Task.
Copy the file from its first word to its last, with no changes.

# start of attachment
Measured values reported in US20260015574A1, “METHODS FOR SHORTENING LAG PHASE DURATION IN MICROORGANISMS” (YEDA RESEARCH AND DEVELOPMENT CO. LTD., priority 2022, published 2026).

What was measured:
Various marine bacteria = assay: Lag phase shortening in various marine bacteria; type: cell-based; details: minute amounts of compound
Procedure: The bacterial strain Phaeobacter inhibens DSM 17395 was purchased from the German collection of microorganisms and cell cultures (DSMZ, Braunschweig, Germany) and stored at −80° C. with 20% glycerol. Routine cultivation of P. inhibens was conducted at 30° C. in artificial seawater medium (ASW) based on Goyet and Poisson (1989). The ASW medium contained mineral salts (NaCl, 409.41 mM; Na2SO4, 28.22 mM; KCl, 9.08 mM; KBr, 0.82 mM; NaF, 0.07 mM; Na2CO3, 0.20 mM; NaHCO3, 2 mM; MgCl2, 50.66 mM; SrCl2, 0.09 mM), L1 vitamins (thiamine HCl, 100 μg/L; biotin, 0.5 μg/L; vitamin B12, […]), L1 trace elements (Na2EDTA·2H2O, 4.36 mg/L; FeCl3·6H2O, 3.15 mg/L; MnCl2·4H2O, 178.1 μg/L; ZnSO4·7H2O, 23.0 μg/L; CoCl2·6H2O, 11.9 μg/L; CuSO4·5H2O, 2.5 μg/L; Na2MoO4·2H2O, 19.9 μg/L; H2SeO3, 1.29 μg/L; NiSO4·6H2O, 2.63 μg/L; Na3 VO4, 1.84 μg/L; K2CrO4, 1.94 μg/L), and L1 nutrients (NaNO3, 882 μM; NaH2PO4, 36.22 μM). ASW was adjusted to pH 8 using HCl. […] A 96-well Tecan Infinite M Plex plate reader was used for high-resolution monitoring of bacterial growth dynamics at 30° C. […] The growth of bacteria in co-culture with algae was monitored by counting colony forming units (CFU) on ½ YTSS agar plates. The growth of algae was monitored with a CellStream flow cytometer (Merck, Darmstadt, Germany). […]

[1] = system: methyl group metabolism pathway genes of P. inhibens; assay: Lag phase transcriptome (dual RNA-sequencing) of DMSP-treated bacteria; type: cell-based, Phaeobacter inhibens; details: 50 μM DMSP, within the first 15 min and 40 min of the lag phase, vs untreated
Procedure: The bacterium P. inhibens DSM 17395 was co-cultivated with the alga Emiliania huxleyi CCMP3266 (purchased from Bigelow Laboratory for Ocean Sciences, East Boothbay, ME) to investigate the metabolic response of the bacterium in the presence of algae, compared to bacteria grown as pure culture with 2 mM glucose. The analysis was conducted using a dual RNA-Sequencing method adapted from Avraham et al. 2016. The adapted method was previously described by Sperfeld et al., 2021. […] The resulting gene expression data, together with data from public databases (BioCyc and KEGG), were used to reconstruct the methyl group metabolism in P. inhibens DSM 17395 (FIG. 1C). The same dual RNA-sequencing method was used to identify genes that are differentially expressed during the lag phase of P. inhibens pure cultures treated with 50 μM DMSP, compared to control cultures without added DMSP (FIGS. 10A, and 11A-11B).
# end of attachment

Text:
Measured values reported in US20260015574A1, “METHODS FOR SHORTENING LAG PHASE DURATION IN MICROORGANISMS” (YEDA RESEARCH AND DEVELOPMENT CO. LTD., priority 2022, published 2026).

What was measured:
Various marine bacteria = assay: Lag phase shortening in various marine bacteria; type: cell-based; details: minute amounts of compound
Procedure: The bacterial strain Phaeobacter inhibens DSM 17395 was purchased from the German collection of microorganisms and cell cultures (DSMZ, Braunschweig, Germany) and stored at −80° C. with 20% glycerol. Routine cultivation of P. inhibens was conducted at 30° C. in artificial seawater medium (ASW) based on Goyet and Poisson (1989). The ASW medium contained mineral salts (NaCl, 409.41 mM; Na2SO4, 28.22 mM; KCl, 9.08 mM; KBr, 0.82 mM; NaF, 0.07 mM; Na2CO3, 0.20 mM; NaHCO3, 2 mM; MgCl2, 50.66 mM; SrCl2, 0.09 mM), L1 vitamins (thiamine HCl, 100 μg/L; biotin, 0.5 μg/L; vitamin B12, […]), L1 trace elements (Na2EDTA·2H2O, 4.36 mg/L; FeCl3·6H2O, 3.15 mg/L; MnCl2·4H2O, 178.1 μg/L; ZnSO4·7H2O, 23.0 μg/L; CoCl2·6H2O, 11.9 μg/L; CuSO4·5H2O, 2.5 μg/L; Na2MoO4·2H2O, 19.9 μg/L; H2SeO3, 1.29 μg/L; NiSO4·6H2O, 2.63 μg/L; Na3 VO4, 1.84 μg/L; K2CrO4, 1.94 μg/L), and L1 nutrients (NaNO3, 882 μM; NaH2PO4, 36.22 μM). ASW was adjusted to pH 8 using HCl. […] A 96-well Tecan Infinite M Plex plate reader was used for high-resolution monitoring of bacterial growth dynamics at 30° C. […] The growth of bacteria in co-culture with algae was monitored by counting colony forming units (CFU) on ½ YTSS agar plates. The growth of algae was monitored with a CellStream flow cytometer (Merck, Darmstadt, Germany). […]

[1] = system: methyl group metabolism pathway genes of P. inhibens; assay: Lag phase transcriptome (dual RNA-sequencing) of DMSP-treated bacteria; type: cell-based, Phaeobacter inhibens; details: 50 μM DMSP, within the first 15 min and 40 min of the lag phase, vs untreated
Procedure: The bacterium P. inhibens DSM 17395 was co-cultivated with the alga Emiliania huxleyi CCMP3266 (purchased from Bigelow Laboratory for Ocean Sciences, East Boothbay, ME) to investigate the metabolic response of the bacterium in the presence of algae, compared to bacteria grown as pure culture with 2 mM glucose. The analysis was conducted using a dual RNA-Sequencing method adapted from Avraham et al. 2016. The adapted method was previously described by Sperfeld et al., 2021. […] The resulting gene expression data, together with data from public databases (BioCyc and KEGG), were used to reconstruct the methyl group metabolism in P. inhibens DSM 17395 (FIG. 1C). The same dual RNA-sequencing method was used to identify genes that are differentially expressed during the lag phase of P. inhibens pure cultures treated with 50 μM DMSP, compared to control cultures without added DMSP (FIGS. 10A, and 11A-11B).